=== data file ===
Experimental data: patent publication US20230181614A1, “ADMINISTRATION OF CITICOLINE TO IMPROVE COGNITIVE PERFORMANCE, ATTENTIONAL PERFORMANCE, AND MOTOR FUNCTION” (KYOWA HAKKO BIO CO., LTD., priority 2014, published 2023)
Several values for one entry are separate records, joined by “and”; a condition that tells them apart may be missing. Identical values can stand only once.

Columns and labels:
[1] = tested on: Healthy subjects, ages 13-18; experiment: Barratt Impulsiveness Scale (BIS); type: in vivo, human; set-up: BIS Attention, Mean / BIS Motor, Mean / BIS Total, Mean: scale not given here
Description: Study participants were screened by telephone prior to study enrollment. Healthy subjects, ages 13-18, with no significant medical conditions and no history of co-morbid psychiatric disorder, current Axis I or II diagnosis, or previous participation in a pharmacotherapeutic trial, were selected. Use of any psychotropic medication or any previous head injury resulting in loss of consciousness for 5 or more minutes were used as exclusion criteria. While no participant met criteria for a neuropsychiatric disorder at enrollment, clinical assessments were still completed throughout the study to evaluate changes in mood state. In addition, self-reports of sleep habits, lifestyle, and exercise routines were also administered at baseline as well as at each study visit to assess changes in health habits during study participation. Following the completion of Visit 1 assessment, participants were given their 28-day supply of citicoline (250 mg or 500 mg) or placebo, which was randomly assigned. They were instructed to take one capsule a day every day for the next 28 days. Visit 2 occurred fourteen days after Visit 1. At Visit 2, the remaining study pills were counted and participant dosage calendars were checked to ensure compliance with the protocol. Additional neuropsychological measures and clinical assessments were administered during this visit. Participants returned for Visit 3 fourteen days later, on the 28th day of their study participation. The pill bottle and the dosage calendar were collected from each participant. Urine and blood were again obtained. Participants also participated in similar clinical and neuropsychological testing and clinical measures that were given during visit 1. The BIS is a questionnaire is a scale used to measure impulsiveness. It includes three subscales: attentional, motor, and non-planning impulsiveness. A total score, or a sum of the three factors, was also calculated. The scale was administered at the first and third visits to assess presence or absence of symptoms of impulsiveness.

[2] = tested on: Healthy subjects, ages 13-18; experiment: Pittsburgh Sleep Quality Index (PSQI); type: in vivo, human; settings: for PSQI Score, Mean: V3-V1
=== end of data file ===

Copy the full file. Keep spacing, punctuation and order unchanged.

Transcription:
Experimental data: patent publication US20230181614A1, “ADMINISTRATION OF CITICOLINE TO IMPROVE COGNITIVE PERFORMANCE, ATTENTIONAL PERFORMANCE, AND MOTOR FUNCTION” (KYOWA HAKKO BIO CO., LTD., priority 2014, published 2023)
Several values for one entry are separate records, joined by “and”; a condition that tells them apart may be missing. Identical values can stand only once.

Columns and labels:
[1] = tested on: Healthy subjects, ages 13-18; experiment: Barratt Impulsiveness Scale (BIS); type: in vivo, human; set-up: BIS Attention, Mean / BIS Motor, Mean / BIS Total, Mean: scale not given here
Description: Study participants were screened by telephone prior to study enrollment. Healthy subjects, ages 13-18, with no significant medical conditions and no history of co-morbid psychiatric disorder, current Axis I or II diagnosis, or previous participation in a pharmacotherapeutic trial, were selected. Use of any psychotropic medication or any previous head injury resulting in loss of consciousness for 5 or more minutes were used as exclusion criteria. While no participant met criteria for a neuropsychiatric disorder at enrollment, clinical assessments were still completed throughout the study to evaluate changes in mood state. In addition, self-reports of sleep habits, lifestyle, and exercise routines were also administered at baseline as well as at each study visit to assess changes in health habits during study participation. Following the completion of Visit 1 assessment, participants were given their 28-day supply of citicoline (250 mg or 500 mg) or placebo, which was randomly assigned. They were instructed to take one capsule a day every day for the next 28 days. Visit 2 occurred fourteen days after Visit 1. At Visit 2, the remaining study pills were counted and participant dosage calendars were checked to ensure compliance with the protocol. Additional neuropsychological measures and clinical assessments were administered during this visit. Participants returned for Visit 3 fourteen days later, on the 28th day of their study participation. The pill bottle and the dosage calendar were collected from each participant. Urine and blood were again obtained. Participants also participated in similar clinical and neuropsychological testing and clinical measures that were given during visit 1. The BIS is a questionnaire is a scale used to measure impulsiveness. It includes three subscales: attentional, motor, and non-planning impulsiveness. A total score, or a sum of the three factors, was also calculated. The scale was administered at the first and third visits to assess presence or absence of symptoms of impulsiveness.

[2] = tested on: Healthy subjects, ages 13-18; experiment: Pittsburgh Sleep Quality Index (PSQI); type: in vivo, human; settings: for PSQI Score, Mean: V3-V1